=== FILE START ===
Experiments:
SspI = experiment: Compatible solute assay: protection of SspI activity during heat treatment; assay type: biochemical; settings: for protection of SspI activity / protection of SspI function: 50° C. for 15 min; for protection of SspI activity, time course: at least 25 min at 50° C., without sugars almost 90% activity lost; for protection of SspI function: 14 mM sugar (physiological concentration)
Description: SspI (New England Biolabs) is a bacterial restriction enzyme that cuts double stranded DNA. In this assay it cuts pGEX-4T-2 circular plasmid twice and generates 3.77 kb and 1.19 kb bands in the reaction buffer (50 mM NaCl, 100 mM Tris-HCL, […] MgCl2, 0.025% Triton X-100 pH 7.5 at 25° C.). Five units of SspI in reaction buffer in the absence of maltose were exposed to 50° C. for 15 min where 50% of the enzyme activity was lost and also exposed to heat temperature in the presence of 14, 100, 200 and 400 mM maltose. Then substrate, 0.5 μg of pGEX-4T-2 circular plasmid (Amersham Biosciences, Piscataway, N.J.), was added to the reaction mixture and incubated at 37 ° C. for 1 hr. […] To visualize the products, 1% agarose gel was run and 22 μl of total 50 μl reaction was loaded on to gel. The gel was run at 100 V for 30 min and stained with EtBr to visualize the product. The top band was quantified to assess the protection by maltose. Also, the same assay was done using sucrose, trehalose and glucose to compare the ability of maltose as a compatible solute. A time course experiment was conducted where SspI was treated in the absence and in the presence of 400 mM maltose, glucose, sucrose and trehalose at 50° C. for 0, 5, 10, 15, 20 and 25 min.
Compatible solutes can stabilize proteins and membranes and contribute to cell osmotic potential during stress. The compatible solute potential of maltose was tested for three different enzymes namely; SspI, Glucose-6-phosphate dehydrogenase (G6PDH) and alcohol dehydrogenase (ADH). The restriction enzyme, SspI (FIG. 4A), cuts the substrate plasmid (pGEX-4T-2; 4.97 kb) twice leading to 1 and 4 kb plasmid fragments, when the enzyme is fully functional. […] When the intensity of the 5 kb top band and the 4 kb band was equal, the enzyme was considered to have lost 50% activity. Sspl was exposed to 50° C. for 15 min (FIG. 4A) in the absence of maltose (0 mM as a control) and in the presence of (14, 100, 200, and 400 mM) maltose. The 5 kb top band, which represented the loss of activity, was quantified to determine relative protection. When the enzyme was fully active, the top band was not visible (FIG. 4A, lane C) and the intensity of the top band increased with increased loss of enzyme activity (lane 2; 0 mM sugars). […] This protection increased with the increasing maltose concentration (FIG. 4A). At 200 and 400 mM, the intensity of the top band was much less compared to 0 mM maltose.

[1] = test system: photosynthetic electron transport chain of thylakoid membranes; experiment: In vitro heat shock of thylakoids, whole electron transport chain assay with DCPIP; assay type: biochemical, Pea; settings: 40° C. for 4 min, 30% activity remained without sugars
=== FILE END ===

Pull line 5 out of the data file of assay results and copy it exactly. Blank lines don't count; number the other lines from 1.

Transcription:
[1] = test system: photosynthetic electron transport chain of thylakoid membranes; experiment: In vitro heat shock of thylakoids, whole electron transport chain assay with DCPIP; assay type: biochemical, Pea; settings: 40° C. for 4 min, 30% activity remained without sugars